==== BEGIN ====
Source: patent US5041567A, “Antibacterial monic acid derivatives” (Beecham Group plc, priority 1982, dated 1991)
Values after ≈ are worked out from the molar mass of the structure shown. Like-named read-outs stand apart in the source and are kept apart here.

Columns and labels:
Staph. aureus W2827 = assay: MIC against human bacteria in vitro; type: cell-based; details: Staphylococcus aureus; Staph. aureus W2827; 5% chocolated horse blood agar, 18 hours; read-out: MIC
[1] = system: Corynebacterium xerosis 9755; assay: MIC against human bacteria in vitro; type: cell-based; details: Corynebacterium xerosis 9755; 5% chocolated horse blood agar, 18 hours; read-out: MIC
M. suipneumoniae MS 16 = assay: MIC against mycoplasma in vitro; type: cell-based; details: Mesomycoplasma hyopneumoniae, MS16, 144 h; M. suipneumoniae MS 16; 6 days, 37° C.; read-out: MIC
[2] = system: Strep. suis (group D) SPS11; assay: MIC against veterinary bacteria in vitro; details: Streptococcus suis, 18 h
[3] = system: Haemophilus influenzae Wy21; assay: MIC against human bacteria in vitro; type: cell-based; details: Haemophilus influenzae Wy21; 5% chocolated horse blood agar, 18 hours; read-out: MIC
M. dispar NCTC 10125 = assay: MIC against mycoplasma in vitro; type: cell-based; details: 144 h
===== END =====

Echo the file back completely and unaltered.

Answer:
Source: patent US5041567A, “Antibacterial monic acid derivatives” (Beecham Group plc, priority 1982, dated 1991)
Values after ≈ are worked out from the molar mass of the structure shown. Like-named read-outs stand apart in the source and are kept apart here.

Columns and labels:
Staph. aureus W2827 = assay: MIC against human bacteria in vitro; type: cell-based; details: Staphylococcus aureus; Staph. aureus W2827; 5% chocolated horse blood agar, 18 hours; read-out: MIC
[1] = system: Corynebacterium xerosis 9755; assay: MIC against human bacteria in vitro; type: cell-based; details: Corynebacterium xerosis 9755; 5% chocolated horse blood agar, 18 hours; read-out: MIC
M. suipneumoniae MS 16 = assay: MIC against mycoplasma in vitro; type: cell-based; details: Mesomycoplasma hyopneumoniae, MS16, 144 h; M. suipneumoniae MS 16; 6 days, 37° C.; read-out: MIC
[2] = system: Strep. suis (group D) SPS11; assay: MIC against veterinary bacteria in vitro; details: Streptococcus suis, 18 h
[3] = system: Haemophilus influenzae Wy21; assay: MIC against human bacteria in vitro; type: cell-based; details: Haemophilus influenzae Wy21; 5% chocolated horse blood agar, 18 hours; read-out: MIC
M. dispar NCTC 10125 = assay: MIC against mycoplasma in vitro; type: cell-based; details: 144 h